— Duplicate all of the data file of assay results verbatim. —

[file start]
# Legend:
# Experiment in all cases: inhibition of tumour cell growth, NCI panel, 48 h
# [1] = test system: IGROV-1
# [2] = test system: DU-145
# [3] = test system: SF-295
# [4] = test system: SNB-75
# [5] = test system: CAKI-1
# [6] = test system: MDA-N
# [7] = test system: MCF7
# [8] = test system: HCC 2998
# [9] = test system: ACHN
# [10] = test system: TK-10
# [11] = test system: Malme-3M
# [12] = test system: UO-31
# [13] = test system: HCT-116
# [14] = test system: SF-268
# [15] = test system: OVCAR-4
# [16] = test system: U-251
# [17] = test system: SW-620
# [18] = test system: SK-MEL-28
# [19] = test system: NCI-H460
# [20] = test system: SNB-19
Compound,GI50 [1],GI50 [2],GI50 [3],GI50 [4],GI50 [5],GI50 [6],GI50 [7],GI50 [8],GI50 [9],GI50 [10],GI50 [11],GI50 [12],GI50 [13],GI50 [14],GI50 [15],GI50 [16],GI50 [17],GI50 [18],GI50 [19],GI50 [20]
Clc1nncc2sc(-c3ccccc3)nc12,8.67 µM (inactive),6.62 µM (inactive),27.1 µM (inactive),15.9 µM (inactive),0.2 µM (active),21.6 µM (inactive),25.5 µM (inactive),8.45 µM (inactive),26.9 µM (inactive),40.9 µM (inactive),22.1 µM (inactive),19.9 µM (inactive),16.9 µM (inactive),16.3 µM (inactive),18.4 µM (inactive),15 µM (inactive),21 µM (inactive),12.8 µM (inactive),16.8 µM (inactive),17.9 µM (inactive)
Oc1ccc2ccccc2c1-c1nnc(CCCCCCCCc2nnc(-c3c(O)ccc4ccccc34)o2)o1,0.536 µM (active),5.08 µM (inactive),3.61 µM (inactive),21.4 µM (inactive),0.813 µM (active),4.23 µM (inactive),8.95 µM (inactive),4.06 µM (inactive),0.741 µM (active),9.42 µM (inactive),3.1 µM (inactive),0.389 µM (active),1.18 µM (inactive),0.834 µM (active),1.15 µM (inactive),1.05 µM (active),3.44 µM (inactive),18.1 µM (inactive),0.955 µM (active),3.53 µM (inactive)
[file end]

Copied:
# Legend:
# Experiment in all cases: inhibition of tumour cell growth, NCI panel, 48 h
# [1] = test system: IGROV-1
# [2] = test system: DU-145
# [3] = test system: SF-295
# [4] = test system: SNB-75
# [5] = test system: CAKI-1
# [6] = test system: MDA-N
# [7] = test system: MCF7
# [8] = test system: HCC 2998
# [9] = test system: ACHN
# [10] = test system: TK-10
# [11] = test system: Malme-3M
# [12] = test system: UO-31
# [13] = test system: HCT-116
# [14] = test system: SF-268
# [15] = test system: OVCAR-4
# [16] = test system: U-251
# [17] = test system: SW-620
# [18] = test system: SK-MEL-28
# [19] = test system: NCI-H460
# [20] = test system: SNB-19
Compound,GI50 [1],GI50 [2],GI50 [3],GI50 [4],GI50 [5],GI50 [6],GI50 [7],GI50 [8],GI50 [9],GI50 [10],GI50 [11],GI50 [12],GI50 [13],GI50 [14],GI50 [15],GI50 [16],GI50 [17],GI50 [18],GI50 [19],GI50 [20]
Clc1nncc2sc(-c3ccccc3)nc12,8.67 µM (inactive),6.62 µM (inactive),27.1 µM (inactive),15.9 µM (inactive),0.2 µM (active),21.6 µM (inactive),25.5 µM (inactive),8.45 µM (inactive),26.9 µM (inactive),40.9 µM (inactive),22.1 µM (inactive),19.9 µM (inactive),16.9 µM (inactive),16.3 µM (inactive),18.4 µM (inactive),15 µM (inactive),21 µM (inactive),12.8 µM (inactive),16.8 µM (inactive),17.9 µM (inactive)
Oc1ccc2ccccc2c1-c1nnc(CCCCCCCCc2nnc(-c3c(O)ccc4ccccc34)o2)o1,0.536 µM (active),5.08 µM (inactive),3.61 µM (inactive),21.4 µM (inactive),0.813 µM (active),4.23 µM (inactive),8.95 µM (inactive),4.06 µM (inactive),0.741 µM (active),9.42 µM (inactive),3.1 µM (inactive),0.389 µM (active),1.18 µM (inactive),0.834 µM (active),1.15 µM (inactive),1.05 µM (active),3.44 µM (inactive),18.1 µM (inactive),0.955 µM (active),3.53 µM (inactive)